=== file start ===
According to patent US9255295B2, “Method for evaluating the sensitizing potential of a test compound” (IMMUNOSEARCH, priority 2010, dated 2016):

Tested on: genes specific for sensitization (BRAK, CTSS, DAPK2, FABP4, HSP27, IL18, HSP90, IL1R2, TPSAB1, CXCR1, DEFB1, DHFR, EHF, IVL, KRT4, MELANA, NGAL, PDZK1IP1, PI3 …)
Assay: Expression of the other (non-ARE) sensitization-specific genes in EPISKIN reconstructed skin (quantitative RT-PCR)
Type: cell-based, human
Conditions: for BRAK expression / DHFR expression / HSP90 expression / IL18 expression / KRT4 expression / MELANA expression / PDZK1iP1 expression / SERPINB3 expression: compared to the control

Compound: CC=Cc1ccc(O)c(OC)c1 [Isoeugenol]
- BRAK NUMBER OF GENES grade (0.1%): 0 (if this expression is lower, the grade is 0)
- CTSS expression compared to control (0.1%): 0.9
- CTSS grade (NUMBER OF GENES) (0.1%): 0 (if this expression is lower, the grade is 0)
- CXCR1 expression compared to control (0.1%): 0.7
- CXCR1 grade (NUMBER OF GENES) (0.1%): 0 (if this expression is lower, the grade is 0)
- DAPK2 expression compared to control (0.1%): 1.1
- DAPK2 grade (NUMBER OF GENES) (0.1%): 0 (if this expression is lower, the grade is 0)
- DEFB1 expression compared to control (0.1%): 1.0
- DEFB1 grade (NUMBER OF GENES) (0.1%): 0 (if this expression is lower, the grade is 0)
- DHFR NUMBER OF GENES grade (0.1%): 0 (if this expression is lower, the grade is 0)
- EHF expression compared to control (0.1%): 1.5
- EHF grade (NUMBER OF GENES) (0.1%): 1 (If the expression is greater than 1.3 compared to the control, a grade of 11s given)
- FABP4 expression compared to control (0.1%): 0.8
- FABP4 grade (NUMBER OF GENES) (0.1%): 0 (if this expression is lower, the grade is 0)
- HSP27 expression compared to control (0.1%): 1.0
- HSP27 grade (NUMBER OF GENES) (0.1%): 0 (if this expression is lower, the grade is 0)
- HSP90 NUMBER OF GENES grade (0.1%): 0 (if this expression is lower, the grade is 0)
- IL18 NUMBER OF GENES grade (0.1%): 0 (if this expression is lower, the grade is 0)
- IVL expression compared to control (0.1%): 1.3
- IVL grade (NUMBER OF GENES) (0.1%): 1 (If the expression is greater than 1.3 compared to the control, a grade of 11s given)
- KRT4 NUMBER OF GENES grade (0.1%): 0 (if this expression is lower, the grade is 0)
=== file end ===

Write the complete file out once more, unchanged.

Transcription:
According to patent US9255295B2, “Method for evaluating the sensitizing potential of a test compound” (IMMUNOSEARCH, priority 2010, dated 2016):

Tested on: genes specific for sensitization (BRAK, CTSS, DAPK2, FABP4, HSP27, IL18, HSP90, IL1R2, TPSAB1, CXCR1, DEFB1, DHFR, EHF, IVL, KRT4, MELANA, NGAL, PDZK1IP1, PI3 …)
Assay: Expression of the other (non-ARE) sensitization-specific genes in EPISKIN reconstructed skin (quantitative RT-PCR)
Type: cell-based, human
Conditions: for BRAK expression / DHFR expression / HSP90 expression / IL18 expression / KRT4 expression / MELANA expression / PDZK1iP1 expression / SERPINB3 expression: compared to the control

Compound: CC=Cc1ccc(O)c(OC)c1 [Isoeugenol]
- BRAK NUMBER OF GENES grade (0.1%): 0 (if this expression is lower, the grade is 0)
- CTSS expression compared to control (0.1%): 0.9
- CTSS grade (NUMBER OF GENES) (0.1%): 0 (if this expression is lower, the grade is 0)
- CXCR1 expression compared to control (0.1%): 0.7
- CXCR1 grade (NUMBER OF GENES) (0.1%): 0 (if this expression is lower, the grade is 0)
- DAPK2 expression compared to control (0.1%): 1.1
- DAPK2 grade (NUMBER OF GENES) (0.1%): 0 (if this expression is lower, the grade is 0)
- DEFB1 expression compared to control (0.1%): 1.0
- DEFB1 grade (NUMBER OF GENES) (0.1%): 0 (if this expression is lower, the grade is 0)
- DHFR NUMBER OF GENES grade (0.1%): 0 (if this expression is lower, the grade is 0)
- EHF expression compared to control (0.1%): 1.5
- EHF grade (NUMBER OF GENES) (0.1%): 1 (If the expression is greater than 1.3 compared to the control, a grade of 11s given)
- FABP4 expression compared to control (0.1%): 0.8
- FABP4 grade (NUMBER OF GENES) (0.1%): 0 (if this expression is lower, the grade is 0)
- HSP27 expression compared to control (0.1%): 1.0
- HSP27 grade (NUMBER OF GENES) (0.1%): 0 (if this expression is lower, the grade is 0)
- HSP90 NUMBER OF GENES grade (0.1%): 0 (if this expression is lower, the grade is 0)
- IL18 NUMBER OF GENES grade (0.1%): 0 (if this expression is lower, the grade is 0)
- IVL expression compared to control (0.1%): 1.3
- IVL grade (NUMBER OF GENES) (0.1%): 1 (If the expression is greater than 1.3 compared to the control, a grade of 11s given)
- KRT4 NUMBER OF GENES grade (0.1%): 0 (if this expression is lower, the grade is 0)